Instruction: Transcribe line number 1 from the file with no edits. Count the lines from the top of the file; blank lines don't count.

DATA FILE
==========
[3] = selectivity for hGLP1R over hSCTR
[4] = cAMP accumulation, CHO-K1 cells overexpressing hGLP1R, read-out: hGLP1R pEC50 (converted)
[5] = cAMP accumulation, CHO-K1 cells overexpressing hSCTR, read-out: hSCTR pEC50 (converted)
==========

[3] = selectivity for hGLP1R over hSCTR